Repentance is no more a meritorious work than its counterpart, faith. It is an inward response. Genuine repentance pleads with the Lord to forgive and deliver from the burden of sin and the fear of judgment and hell. It is the attitude of the publican who, fearful of even looking toward heaven, smote his breast and cried, “God, be merciful to me, the sinner!” (Luke 18:13). Repentance is not merely behavior reform. But because true repentance involves a change of heart and purpose, it inevitably results in a change of behavior.
The ongoing cultural situations, especially concerning the Confederate statues, are frustrating and we should do what we can to preserve our history. But for us as Christians, let’s not lose our perspective and focus and allow frustration and anger to overtake what our true identity is and what our true mission is. Im speaking to myself first and foremost. This clip from John MacArthur says it well.
Scripture speaks with absolute, unmistakable clarity on these vital issues:
(1) Sinners are utterly helpless to redeem themselves or to contribute anything meritorious toward their own salvation (Rom 8:7-8).
(2) God is sovereign in the exercise of His saving Will (Eph 1:4-5).
(3) Christ died as a substitute who bore the full weight of God’s wrath on behalf of His people, and his atoning work is efficacious for their salvation (Isa. 53:5).
(4) God’s saving purpose cannot be thwarted (John 6:37), meaning none of Christ’s true sheep will ever be lost (John 10:27-29). That is because
(5) God assures the perseverance of His elect (Jude 24; Phil 1:6; 1 Peter 1:5).
Those are the five points of Calvinism. I believe them not because of their historical pedigree, but because that is what Scripture teaches.
The god of religious tolerance is not the God of the Bible. It is Satan who doesn’t care what we believe—or how sincerely we believe it—as long as we don’t believe God’s Word. To portray God as tolerant of all forms of worship is to deny the God of Scripture. After all, this was His first commandment: “I am the Lord your God. . . . You shall have no other gods before Me” (Exodus 20:2–3).
If we believe the Bible, we cannot concede that other religions might be true as well. Christianity, if true at all, is exclusively true. Inherent in the claims of Christ is the assertion that He alone offers truth—and all religious systems that deviate from His truth are false (John 14:6; Acts 4:12).
Of course, such a view contradicts the relativistic values of modern culture. Pluralism and diversity have been enshrined as higher virtues than truth itself. We’re not supposed to say our beliefs are right and all others are wrong. That is regarded as backward, outmoded, discourteous. In other words, we’re not really supposed to believe our religious beliefs; we’re only allowed to hold them as personal preferences.
These are not new issues; the church has waged an ongoing struggle over these very matters at least since the turn of the century. This very same appeal for broad-mindedness in religious standards and beliefs has always been at the heart of the agenda of theological liberalism; indeed, it is precisely what the term liberal originally meant. What is new about today’s appeals for tolerance is that they come from within the evangelical camp.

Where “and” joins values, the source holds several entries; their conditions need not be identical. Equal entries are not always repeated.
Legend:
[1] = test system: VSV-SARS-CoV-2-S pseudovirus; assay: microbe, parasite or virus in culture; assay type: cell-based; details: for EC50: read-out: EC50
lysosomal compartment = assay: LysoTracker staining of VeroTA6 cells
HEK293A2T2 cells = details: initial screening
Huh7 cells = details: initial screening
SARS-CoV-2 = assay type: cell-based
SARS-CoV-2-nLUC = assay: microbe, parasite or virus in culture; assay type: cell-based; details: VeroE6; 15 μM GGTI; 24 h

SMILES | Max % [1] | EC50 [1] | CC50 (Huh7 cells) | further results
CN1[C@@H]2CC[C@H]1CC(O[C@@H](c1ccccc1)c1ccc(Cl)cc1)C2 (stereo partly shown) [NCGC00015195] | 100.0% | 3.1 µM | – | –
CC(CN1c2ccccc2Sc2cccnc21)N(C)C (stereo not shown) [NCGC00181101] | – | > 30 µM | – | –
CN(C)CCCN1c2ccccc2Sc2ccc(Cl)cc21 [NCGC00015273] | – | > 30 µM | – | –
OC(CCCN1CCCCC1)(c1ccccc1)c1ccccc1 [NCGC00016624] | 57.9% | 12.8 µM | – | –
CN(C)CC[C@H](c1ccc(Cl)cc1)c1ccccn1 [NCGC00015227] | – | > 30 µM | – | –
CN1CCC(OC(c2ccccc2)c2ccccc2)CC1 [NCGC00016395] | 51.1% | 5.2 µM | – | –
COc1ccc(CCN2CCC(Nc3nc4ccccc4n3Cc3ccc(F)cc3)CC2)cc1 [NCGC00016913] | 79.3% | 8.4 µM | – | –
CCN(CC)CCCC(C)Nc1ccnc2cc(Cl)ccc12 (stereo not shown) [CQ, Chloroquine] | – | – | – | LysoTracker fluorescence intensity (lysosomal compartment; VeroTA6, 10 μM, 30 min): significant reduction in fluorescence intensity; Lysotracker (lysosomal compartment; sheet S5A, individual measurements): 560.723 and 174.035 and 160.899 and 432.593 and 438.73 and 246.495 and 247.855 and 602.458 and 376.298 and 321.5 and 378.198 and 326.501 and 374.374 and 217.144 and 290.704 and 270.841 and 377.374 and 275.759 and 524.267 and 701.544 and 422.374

Preachers are men—that’s all. And men are not perfect, so there is no hope of perfection in the ministry.
If God could not use poor instruments and feeble voices, He couldn’t make music. Abraham was guilty of duplicity, yet he became the man of faith and the friend of God. Moses was a man of stuttering speech and a quick temper, yet he was the one chosen to lead a nation, to represent them before God, and to receive His law and deliver it to them. David was guilty of adultery, conspiracy, murder, and unfaithfulness as a husband and father, but he repented and was regarded as a man after God’s own heart. He was also the greatest songwriter of all history. We still sing the songs of this “sweet singer of Israel.” Elijah ran from Jezebel, pleading for euthanasia, but this same Elijah defied Ahab and all the prophets of Baal, and heard the still small voice of God at Horeb. In the midst of the heavenly vision, Isaiah said, “I am a man with a dirty mouth; I live among people with dirty mouths. I’m certainly useless to you, O God.” But when he had been cleansed, he said, “Here am I; send me,” and God said, “Go.” Peter was another clay pot, the leader and spokesman of the twelve apostles, but he denied his Lord with oaths and curses, and even had the audacity to correct the Lord. However, he was restored by the compassion of Jesus in the midst of his disobedience, and was enabled by the power of the Holy Spirit to speak with such force on the day of Pentecost as to be the agent by which God orchestrated the great introduction of the church. John the apostle expected to be praised by Jesus for refusing to allow a man not of their company to cast out demons in the name of the Lord. Likewise, he and his brother James wanted to call down fire from heaven and burn up a Samaritan village, and they sent their mother to ask that they might be given the chief places in the kingdom. Yet John became the beloved disciple, the apostle of love, the eagle who soared to great heights. He became, it seems, the apostle who pierced the deepest into the mystery of the incarnation.